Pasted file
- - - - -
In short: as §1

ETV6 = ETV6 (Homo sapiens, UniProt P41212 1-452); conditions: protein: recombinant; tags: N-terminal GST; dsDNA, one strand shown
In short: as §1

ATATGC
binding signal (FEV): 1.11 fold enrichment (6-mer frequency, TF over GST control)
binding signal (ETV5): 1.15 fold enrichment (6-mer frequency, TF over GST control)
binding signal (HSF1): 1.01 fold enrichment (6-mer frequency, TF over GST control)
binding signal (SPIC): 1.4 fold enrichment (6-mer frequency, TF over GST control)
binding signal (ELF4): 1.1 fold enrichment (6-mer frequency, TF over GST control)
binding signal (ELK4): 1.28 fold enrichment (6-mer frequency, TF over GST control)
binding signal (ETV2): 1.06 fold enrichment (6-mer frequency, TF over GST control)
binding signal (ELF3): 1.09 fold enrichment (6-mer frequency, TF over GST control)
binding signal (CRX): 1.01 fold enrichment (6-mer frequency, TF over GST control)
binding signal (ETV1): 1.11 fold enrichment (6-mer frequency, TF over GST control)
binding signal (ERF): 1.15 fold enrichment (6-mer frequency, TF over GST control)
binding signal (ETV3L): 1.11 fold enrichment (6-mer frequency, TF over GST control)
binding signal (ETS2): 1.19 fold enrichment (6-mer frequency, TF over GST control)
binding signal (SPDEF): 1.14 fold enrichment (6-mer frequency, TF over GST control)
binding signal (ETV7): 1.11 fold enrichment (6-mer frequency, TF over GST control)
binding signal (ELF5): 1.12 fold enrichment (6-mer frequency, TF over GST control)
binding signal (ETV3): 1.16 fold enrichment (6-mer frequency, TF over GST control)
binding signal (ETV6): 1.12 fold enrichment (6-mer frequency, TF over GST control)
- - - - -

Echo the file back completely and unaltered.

In short: as §1

ETV6 = ETV6 (Homo sapiens, UniProt P41212 1-452); conditions: protein: recombinant; tags: N-terminal GST; dsDNA, one strand shown
In short: as §1

ATATGC
binding signal (FEV): 1.11 fold enrichment (6-mer frequency, TF over GST control)
binding signal (ETV5): 1.15 fold enrichment (6-mer frequency, TF over GST control)
binding signal (HSF1): 1.01 fold enrichment (6-mer frequency, TF over GST control)
binding signal (SPIC): 1.4 fold enrichment (6-mer frequency, TF over GST control)
binding signal (ELF4): 1.1 fold enrichment (6-mer frequency, TF over GST control)
binding signal (ELK4): 1.28 fold enrichment (6-mer frequency, TF over GST control)
binding signal (ETV2): 1.06 fold enrichment (6-mer frequency, TF over GST control)
binding signal (ELF3): 1.09 fold enrichment (6-mer frequency, TF over GST control)
binding signal (CRX): 1.01 fold enrichment (6-mer frequency, TF over GST control)
binding signal (ETV1): 1.11 fold enrichment (6-mer frequency, TF over GST control)
binding signal (ERF): 1.15 fold enrichment (6-mer frequency, TF over GST control)
binding signal (ETV3L): 1.11 fold enrichment (6-mer frequency, TF over GST control)
binding signal (ETS2): 1.19 fold enrichment (6-mer frequency, TF over GST control)
binding signal (SPDEF): 1.14 fold enrichment (6-mer frequency, TF over GST control)
binding signal (ETV7): 1.11 fold enrichment (6-mer frequency, TF over GST control)
binding signal (ELF5): 1.12 fold enrichment (6-mer frequency, TF over GST control)
binding signal (ETV3): 1.16 fold enrichment (6-mer frequency, TF over GST control)
binding signal (ETV6): 1.12 fold enrichment (6-mer frequency, TF over GST control)